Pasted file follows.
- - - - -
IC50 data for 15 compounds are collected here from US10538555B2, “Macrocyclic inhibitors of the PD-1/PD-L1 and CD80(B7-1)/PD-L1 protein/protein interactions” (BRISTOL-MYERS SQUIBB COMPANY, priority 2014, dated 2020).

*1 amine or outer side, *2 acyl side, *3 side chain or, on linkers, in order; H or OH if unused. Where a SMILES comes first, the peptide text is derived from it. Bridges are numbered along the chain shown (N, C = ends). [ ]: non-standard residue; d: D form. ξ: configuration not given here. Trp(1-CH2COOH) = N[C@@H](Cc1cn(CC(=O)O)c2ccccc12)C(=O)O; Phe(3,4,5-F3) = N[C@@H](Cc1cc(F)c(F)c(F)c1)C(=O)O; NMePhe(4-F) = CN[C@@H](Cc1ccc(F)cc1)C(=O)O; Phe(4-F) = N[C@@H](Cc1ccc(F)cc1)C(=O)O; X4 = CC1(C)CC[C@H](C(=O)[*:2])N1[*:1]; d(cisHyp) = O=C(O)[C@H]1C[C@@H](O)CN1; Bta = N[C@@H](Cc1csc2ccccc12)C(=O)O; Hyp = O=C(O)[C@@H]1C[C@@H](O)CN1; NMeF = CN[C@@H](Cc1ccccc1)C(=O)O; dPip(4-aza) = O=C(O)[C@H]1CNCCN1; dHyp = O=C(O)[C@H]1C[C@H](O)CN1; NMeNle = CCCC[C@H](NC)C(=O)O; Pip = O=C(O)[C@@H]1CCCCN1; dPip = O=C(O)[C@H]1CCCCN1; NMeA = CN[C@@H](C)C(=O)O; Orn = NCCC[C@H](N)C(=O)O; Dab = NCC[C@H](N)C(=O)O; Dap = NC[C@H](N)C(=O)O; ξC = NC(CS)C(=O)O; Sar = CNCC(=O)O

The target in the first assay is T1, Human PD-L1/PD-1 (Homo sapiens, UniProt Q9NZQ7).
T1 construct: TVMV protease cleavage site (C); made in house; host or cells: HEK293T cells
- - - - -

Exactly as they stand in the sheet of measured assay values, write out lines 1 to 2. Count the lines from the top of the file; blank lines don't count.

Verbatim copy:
IC50 data for 15 compounds are collected here from US10538555B2, “Macrocyclic inhibitors of the PD-1/PD-L1 and CD80(B7-1)/PD-L1 protein/protein interactions” (BRISTOL-MYERS SQUIBB COMPANY, priority 2014, dated 2020).

*1 amine or outer side, *2 acyl side, *3 side chain or, on linkers, in order; H or OH if unused. Where a SMILES comes first, the peptide text is derived from it. Bridges are numbered along the chain shown (N, C = ends). [ ]: non-standard residue; d: D form. ξ: configuration not given here. Trp(1-CH2COOH) = N[C@@H](Cc1cn(CC(=O)O)c2ccccc12)C(=O)O; Phe(3,4,5-F3) = N[C@@H](Cc1cc(F)c(F)c(F)c1)C(=O)O; NMePhe(4-F) = CN[C@@H](Cc1ccc(F)cc1)C(=O)O; Phe(4-F) = N[C@@H](Cc1ccc(F)cc1)C(=O)O; X4 = CC1(C)CC[C@H](C(=O)[*:2])N1[*:1]; d(cisHyp) = O=C(O)[C@H]1C[C@@H](O)CN1; Bta = N[C@@H](Cc1csc2ccccc12)C(=O)O; Hyp = O=C(O)[C@@H]1C[C@@H](O)CN1; NMeF = CN[C@@H](Cc1ccccc1)C(=O)O; dPip(4-aza) = O=C(O)[C@H]1CNCCN1; dHyp = O=C(O)[C@H]1C[C@H](O)CN1; NMeNle = CCCC[C@H](NC)C(=O)O; Pip = O=C(O)[C@@H]1CCCCN1; dPip = O=C(O)[C@H]1CCCCN1; NMeA = CN[C@@H](C)C(=O)O; Orn = NCCC[C@H](N)C(=O)O; Dab = NCC[C@H](N)C(=O)O; Dap = NC[C@H](N)C(=O)O; ξC = NC(CS)C(=O)O; Sar = CNCC(=O)O